How Often Should You Run to Stay Healthy?

Source: iStock

Source: iStock

Not every man likes to run, and if you don’t already have a natural inclination for it, it can be tough to get started. You envy those guys who can just get out there and pound the pavement every day. But just because you aren’t a natural born runner doesn’t mean you can’t reach the same heart healthy goals as fitness fanatics. In fact, you’re in for some good news: You don’t need to run that much to fully reap the same health benefits as runners.

Here’s the good news

When it comes to cardiovascular fitness, in particular running, it turns out that too much running can sometimes be bad for you. The Copenhagen City Heart Study, published in the Journal of the American College of Cardiology, found that people who jogged at a moderate pace for 1 to 2.4 hours per week had a lower mortality rate than sedentary non-joggers and strenuous joggers (people who train for marathons and long-distance running).

How much cardiovascular exercise do you actually need?

According to the American Heart Association, if you want to improve your overall cardiovascular health, the general range is at least 150 minutes per week of moderate exercise, or 75 minutes per week of vigorous exercise (or a combination of both). To make it simple, this breaks down to 30 minutes a day, five times a week. The AHA even says that you’ll also experience benefits if you divide your time into a couple 10- to 15-minute segments per day.

If you feel a bit overwhelmed with all this “recommended” exercise, Dr. Matthew Budoff, a cardiologist and professor of medicine at UCLA, clarifies a bit by recommending 20 to 45 minutes of moderate (brisk walking, swimming, etc.) exercise per day. “Remember, the heart is a muscle,” Budoff said to Thrillist, “and we want to strengthen that muscle.” So, that doesn’t mean you have to train for a marathon, or alternatively pound the pavement for several miles a day. Even a brisk walk can help you reap the health benefits.

What’s the least amount of running you can do to reap the benefits?

This all depends upon your exercise goals. Are you looking to lose weight and bulk up for the beach? It’s going to take much more than a brisk 20- to 30-minute walk to do that, but you also don’t need to go out and train for a marathon. In fact, if you overtrain, you put yourself at risk for orthopedic injuries, restless nights, throwing your immune system out of whack, fatigue, and even worse, arrhythmia and coronary artery calcified plaque, a known indicator of coronary artery disease.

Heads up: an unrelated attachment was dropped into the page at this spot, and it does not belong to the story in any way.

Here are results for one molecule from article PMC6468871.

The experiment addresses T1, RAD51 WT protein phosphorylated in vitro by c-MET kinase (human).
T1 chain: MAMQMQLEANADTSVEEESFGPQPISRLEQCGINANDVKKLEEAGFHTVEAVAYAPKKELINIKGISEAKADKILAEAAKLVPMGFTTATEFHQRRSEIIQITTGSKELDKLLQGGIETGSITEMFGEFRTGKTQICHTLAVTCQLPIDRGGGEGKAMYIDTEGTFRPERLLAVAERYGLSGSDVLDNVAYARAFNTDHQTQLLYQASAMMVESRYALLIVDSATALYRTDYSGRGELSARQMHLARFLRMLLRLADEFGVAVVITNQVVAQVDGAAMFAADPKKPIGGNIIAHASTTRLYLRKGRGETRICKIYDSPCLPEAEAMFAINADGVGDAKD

For someone of normal weight (for their stature), working out harder, faster, and more frequently does not necessary translate to living longer. Dr. Tanvir Hussain, a general cardiologist, explains to Thrillist, “[The minimum necessary] probably depends on your goals for exercise. The types of activity that make you look better may not be the same ones that help you live longer.” Additionally, Hussain notes: “The take-home message from the study is that there is possibly a sweet spot for frequency and intensity of exercise, as it relates to living longer.”

The answer might be an alternative: high-intensity interval training (HIIT). This involves quick bursts of hard work followed by a rest or recovery period. In fact, it’s a great alternative for those who are not in the least bit enthusiastic about having to go for an hour-long run but still desire similar results. reported on a study that compared participants who did steady cardio at 30 minute intervals three times a week to those who did 20 minutes of HIIT three times a week. Although both groups showed similar weight loss results, the HIIT group lost 2% body fat, while the other group lost only 0.3%. Additionally, the HIIT group gained almost two pounds of muscle, while the other group lost about a pound.

So what does this all mean when it comes to the least amount of running you need to maintain good health practices? (Drum roll please…) The answer is none! You don’t need to run in order to be healthy. Dr. Hussain further notes a flaw in the Copenhagen study, which only looked at runners specifically. That said, it’s not much of a stretch to say the results could be extrapolated to include other forms of cardiovascular activity, such as biking, swimming, playing tennis, and jumping rope — just as long as you get your heart rate up for at least 20 minutes a day.

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